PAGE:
Usman Khawaja’s unbeaten 138 made it Australia’s day as they go into day three on 307-6, despite a late onslaught from the Proteas’ pace attack.
It was yet another day of compelling pink-ball cricket that saw the momentum sway as the day turned into night. But, despite the late charge from a fired-up Proteas attack, Usman Khawaja made it Australia’s day.
The 48-run lead puts them in an ideal position to nail home the advantage in the morning session on day three, as a significant first-innings lead will put huge pressure on the tourists in unfamiliar conditions.
Despite Kyle Abbott’s twin strikes in the morning session to see off Matt Renshaw (10) and David Warner (11), skipper Steve Smith and opener Khawaja built up a potentially match-deciding 137-run stand, this after Khawaja was forced to open on Thursday night due to Warner being off the field for too long before Faf du Plessis decided to declare on 259-9.
Smith was handed a reprieve on 42 when Hashim Amla put down a regulation catch at slip, but he only added 17 more runs as a rush of blood to the head proved his downfall. He attempted to go for a quick single, only for Khawaja to send him back after it was too late.
Any hope of a collapse were put to bed by debutant Peter Handscomb, who took to international cricket very comfortably indeed, hitting three boundaries in a row to rush to a half-century off just 70 balls. When Abbott snared him for 54, someone who didn’t take to Test cricket too warmly was Nic Maddinson, who was handed a huge send off from Kagiso Rabada when he bowled him for a duck. It will be interesting to see if Rabada lands himself in hot water for his fiery exchange with the debutant.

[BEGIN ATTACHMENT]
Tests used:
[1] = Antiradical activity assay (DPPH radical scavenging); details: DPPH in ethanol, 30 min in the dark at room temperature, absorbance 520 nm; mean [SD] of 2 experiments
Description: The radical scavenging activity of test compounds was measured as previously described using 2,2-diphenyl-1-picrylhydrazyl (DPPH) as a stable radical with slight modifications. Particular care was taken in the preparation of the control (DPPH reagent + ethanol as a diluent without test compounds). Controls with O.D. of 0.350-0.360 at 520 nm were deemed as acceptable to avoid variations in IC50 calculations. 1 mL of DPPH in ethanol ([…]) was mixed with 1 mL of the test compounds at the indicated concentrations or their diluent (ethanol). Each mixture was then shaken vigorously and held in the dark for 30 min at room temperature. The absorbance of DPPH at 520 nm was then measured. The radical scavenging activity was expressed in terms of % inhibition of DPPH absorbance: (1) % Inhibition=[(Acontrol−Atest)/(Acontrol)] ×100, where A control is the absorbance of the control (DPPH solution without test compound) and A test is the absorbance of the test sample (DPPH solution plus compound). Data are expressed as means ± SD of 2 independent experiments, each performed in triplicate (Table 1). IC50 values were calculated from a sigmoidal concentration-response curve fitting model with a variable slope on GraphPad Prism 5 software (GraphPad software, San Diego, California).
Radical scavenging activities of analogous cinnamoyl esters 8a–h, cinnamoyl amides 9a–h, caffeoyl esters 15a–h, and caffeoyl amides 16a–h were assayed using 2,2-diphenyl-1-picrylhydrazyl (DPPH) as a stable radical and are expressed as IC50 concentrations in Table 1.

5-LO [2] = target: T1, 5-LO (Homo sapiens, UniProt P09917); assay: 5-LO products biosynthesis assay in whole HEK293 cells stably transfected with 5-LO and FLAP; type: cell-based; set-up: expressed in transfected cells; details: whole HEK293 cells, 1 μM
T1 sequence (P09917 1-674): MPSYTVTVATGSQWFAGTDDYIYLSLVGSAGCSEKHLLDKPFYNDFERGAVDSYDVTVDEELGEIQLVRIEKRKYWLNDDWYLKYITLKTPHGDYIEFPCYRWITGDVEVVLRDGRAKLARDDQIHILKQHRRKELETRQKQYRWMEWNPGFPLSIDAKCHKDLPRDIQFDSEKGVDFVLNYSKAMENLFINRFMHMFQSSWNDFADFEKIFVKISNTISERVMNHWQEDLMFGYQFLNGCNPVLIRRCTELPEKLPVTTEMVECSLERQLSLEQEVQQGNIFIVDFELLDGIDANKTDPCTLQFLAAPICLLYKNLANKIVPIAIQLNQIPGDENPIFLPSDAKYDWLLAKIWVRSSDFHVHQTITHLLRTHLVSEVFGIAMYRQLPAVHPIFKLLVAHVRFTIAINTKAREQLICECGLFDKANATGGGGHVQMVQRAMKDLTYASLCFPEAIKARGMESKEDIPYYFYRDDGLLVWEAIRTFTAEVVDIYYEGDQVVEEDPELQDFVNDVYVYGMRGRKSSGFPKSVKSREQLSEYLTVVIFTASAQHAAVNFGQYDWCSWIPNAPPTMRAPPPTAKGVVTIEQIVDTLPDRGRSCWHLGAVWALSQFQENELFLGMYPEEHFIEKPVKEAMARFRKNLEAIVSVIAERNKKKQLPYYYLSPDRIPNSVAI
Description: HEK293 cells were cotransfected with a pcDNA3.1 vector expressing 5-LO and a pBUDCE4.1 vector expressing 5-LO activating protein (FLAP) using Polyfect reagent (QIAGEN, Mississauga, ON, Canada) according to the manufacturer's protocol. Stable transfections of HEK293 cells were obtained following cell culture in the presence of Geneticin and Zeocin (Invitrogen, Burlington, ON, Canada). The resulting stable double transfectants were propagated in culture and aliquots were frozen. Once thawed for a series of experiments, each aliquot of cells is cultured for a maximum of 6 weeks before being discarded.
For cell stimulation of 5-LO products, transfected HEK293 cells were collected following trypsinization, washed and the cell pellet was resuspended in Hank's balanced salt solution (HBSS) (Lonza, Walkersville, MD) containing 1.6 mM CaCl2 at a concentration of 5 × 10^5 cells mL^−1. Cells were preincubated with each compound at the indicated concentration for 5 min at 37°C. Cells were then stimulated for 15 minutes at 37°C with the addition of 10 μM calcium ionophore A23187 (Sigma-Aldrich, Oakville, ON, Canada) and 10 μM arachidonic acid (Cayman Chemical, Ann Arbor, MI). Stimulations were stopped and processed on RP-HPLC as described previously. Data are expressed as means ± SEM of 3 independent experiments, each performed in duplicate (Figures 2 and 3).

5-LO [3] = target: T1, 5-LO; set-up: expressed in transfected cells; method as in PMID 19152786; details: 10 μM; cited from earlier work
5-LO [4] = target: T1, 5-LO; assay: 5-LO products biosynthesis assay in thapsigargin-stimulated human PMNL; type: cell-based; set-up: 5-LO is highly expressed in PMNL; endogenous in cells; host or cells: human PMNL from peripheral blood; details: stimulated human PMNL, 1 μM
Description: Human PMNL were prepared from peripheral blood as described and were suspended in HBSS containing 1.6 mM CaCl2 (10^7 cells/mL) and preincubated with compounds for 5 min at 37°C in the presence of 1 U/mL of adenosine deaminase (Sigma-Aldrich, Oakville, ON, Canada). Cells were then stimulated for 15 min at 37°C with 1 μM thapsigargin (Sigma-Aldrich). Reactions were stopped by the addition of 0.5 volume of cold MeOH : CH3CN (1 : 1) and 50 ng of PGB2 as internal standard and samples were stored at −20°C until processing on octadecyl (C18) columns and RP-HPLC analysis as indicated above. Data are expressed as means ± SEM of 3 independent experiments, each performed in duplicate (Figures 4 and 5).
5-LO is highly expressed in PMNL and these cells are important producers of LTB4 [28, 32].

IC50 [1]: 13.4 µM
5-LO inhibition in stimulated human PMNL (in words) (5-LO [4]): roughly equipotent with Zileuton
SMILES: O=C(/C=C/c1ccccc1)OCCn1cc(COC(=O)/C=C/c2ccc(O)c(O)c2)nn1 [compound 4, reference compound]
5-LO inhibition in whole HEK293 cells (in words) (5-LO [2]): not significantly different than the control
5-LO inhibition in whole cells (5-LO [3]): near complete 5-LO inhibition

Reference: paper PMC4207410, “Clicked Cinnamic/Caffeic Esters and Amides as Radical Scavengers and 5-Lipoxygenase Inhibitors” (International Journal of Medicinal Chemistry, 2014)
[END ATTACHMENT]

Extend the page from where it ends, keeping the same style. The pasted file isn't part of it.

Matthew Wade was given an equally hostile exit when Vernon Philander got in on the act to see him off for four, capping off a spell for the tourists that saw three wickets fall for 10 runs.
Mitchell Starc did well to hang on for 16 not out, albeit surviving a very close DRS decision late on, but the man of the day was undoubtedly Khawaja.
‘As good a century as I’ve seen from an Australian player for a few years,’ said Shane Warne from the commentary box, as Khawaja notched up his fifth Test ton, and Australia’s first in this series.
Khawaja looked at ease throughout the day and he will be the big wicket in the morning session should the Proteas want to stand any chance of condemning Australia to their first-ever series whitewash.
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